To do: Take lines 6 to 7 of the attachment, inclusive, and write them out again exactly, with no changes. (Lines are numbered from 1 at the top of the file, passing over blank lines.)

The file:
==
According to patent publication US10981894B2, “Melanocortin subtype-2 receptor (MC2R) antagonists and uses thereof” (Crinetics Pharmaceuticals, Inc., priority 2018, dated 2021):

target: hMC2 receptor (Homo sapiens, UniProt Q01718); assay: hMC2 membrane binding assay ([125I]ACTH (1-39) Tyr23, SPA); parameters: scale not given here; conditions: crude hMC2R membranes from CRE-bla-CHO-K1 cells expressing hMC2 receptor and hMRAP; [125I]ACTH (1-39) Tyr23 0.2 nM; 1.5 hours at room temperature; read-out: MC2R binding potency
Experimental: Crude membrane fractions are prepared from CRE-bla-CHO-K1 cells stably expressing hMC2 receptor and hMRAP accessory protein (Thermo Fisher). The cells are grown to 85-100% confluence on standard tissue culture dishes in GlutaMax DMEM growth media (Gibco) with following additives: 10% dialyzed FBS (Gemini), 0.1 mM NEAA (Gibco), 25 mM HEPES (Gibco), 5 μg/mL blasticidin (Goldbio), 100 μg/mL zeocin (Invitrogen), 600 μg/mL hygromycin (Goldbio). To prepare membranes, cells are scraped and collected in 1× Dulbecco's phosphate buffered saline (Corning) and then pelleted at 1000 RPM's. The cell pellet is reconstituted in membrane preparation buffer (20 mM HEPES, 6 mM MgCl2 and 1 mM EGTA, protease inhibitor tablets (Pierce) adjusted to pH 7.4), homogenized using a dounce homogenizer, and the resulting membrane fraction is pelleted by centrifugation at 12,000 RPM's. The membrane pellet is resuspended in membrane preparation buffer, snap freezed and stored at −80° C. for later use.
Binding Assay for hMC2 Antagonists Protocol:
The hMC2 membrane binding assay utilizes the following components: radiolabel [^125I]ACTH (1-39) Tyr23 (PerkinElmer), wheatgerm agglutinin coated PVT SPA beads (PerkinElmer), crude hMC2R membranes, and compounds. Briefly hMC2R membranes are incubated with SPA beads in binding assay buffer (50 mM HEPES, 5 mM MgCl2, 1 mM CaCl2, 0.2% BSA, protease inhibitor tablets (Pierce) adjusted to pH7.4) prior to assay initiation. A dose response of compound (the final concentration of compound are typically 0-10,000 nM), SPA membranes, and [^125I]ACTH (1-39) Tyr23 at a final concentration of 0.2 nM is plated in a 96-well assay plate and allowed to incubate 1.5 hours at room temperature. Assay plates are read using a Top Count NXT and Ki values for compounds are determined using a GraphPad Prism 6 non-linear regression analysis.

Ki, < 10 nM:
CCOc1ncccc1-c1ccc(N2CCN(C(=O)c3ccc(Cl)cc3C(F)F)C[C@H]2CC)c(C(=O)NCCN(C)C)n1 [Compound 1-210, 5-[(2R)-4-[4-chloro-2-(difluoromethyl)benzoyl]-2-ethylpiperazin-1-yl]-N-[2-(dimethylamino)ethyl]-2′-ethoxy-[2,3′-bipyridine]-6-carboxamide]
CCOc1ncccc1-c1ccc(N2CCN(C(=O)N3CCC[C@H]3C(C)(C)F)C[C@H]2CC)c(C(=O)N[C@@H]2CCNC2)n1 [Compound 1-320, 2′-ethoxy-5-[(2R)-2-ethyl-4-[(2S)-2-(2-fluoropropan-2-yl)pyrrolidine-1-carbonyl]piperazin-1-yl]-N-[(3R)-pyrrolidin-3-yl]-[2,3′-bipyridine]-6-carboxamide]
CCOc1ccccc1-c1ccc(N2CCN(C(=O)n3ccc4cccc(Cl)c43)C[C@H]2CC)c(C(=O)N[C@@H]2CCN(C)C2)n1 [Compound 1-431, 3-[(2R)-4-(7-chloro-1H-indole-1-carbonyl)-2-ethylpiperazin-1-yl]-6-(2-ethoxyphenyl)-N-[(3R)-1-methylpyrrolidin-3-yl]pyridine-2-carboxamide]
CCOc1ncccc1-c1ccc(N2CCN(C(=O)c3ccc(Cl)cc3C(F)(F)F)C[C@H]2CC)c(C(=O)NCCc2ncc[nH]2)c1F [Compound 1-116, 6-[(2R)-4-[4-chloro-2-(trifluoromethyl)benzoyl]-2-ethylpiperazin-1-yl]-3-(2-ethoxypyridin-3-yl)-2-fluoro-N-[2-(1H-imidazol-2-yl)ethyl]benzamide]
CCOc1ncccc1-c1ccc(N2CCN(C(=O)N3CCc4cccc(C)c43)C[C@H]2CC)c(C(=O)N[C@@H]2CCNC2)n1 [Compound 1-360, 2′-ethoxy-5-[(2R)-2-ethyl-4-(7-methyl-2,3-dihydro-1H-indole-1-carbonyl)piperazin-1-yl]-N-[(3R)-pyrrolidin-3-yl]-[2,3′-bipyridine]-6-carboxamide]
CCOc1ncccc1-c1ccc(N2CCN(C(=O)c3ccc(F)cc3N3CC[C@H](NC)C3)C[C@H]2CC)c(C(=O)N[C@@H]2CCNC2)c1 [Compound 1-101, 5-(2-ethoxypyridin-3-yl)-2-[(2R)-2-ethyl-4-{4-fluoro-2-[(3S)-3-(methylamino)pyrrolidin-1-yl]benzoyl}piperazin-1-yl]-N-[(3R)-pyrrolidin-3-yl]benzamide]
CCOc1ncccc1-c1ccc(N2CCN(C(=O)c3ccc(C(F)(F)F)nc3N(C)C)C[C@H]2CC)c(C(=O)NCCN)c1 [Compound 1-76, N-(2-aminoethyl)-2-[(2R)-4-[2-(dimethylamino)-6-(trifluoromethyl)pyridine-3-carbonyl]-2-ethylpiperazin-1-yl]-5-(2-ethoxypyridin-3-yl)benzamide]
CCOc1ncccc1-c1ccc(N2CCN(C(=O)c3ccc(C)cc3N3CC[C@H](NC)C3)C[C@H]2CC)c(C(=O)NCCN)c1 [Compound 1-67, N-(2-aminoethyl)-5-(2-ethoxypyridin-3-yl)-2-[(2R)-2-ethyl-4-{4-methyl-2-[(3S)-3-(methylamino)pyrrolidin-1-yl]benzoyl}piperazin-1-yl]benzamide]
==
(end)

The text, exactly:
Ki, < 10 nM:
CCOc1ncccc1-c1ccc(N2CCN(C(=O)c3ccc(Cl)cc3C(F)F)C[C@H]2CC)c(C(=O)NCCN(C)C)n1 [Compound 1-210, 5-[(2R)-4-[4-chloro-2-(difluoromethyl)benzoyl]-2-ethylpiperazin-1-yl]-N-[2-(dimethylamino)ethyl]-2′-ethoxy-[2,3′-bipyridine]-6-carboxamide]